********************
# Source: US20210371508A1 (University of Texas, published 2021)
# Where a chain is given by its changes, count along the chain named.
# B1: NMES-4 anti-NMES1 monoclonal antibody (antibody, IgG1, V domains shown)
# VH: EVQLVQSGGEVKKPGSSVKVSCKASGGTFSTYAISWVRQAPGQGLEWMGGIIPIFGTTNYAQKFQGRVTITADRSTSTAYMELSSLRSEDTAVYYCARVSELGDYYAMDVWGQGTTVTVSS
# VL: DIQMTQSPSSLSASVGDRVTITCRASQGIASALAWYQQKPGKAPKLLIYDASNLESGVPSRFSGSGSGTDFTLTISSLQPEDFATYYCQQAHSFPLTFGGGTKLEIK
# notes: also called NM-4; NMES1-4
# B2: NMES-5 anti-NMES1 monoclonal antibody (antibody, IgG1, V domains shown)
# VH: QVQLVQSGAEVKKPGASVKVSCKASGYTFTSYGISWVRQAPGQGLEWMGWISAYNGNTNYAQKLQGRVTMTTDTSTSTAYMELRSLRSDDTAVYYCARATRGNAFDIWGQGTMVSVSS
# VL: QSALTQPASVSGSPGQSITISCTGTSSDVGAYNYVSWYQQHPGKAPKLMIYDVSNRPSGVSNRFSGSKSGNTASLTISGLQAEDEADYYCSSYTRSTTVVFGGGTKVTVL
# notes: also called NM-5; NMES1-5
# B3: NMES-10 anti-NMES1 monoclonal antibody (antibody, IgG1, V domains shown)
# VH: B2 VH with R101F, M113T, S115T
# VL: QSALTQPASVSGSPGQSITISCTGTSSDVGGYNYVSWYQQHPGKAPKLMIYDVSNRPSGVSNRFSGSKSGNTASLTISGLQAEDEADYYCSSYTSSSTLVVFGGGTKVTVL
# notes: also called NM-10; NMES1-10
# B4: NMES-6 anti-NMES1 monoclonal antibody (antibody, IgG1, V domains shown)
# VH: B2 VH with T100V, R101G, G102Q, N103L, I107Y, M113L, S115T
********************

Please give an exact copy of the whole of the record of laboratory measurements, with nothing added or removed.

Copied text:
# Source: US20210371508A1 (University of Texas, published 2021)
# Where a chain is given by its changes, count along the chain named.
# B1: NMES-4 anti-NMES1 monoclonal antibody (antibody, IgG1, V domains shown)
# VH: EVQLVQSGGEVKKPGSSVKVSCKASGGTFSTYAISWVRQAPGQGLEWMGGIIPIFGTTNYAQKFQGRVTITADRSTSTAYMELSSLRSEDTAVYYCARVSELGDYYAMDVWGQGTTVTVSS
# VL: DIQMTQSPSSLSASVGDRVTITCRASQGIASALAWYQQKPGKAPKLLIYDASNLESGVPSRFSGSGSGTDFTLTISSLQPEDFATYYCQQAHSFPLTFGGGTKLEIK
# notes: also called NM-4; NMES1-4
# B2: NMES-5 anti-NMES1 monoclonal antibody (antibody, IgG1, V domains shown)
# VH: QVQLVQSGAEVKKPGASVKVSCKASGYTFTSYGISWVRQAPGQGLEWMGWISAYNGNTNYAQKLQGRVTMTTDTSTSTAYMELRSLRSDDTAVYYCARATRGNAFDIWGQGTMVSVSS
# VL: QSALTQPASVSGSPGQSITISCTGTSSDVGAYNYVSWYQQHPGKAPKLMIYDVSNRPSGVSNRFSGSKSGNTASLTISGLQAEDEADYYCSSYTRSTTVVFGGGTKVTVL
# notes: also called NM-5; NMES1-5
# B3: NMES-10 anti-NMES1 monoclonal antibody (antibody, IgG1, V domains shown)
# VH: B2 VH with R101F, M113T, S115T
# VL: QSALTQPASVSGSPGQSITISCTGTSSDVGGYNYVSWYQQHPGKAPKLMIYDVSNRPSGVSNRFSGSKSGNTASLTISGLQAEDEADYYCSSYTSSSTLVVFGGGTKVTVL
# notes: also called NM-10; NMES1-10
# B4: NMES-6 anti-NMES1 monoclonal antibody (antibody, IgG1, V domains shown)
# VH: B2 VH with T100V, R101G, G102Q, N103L, I107Y, M113L, S115T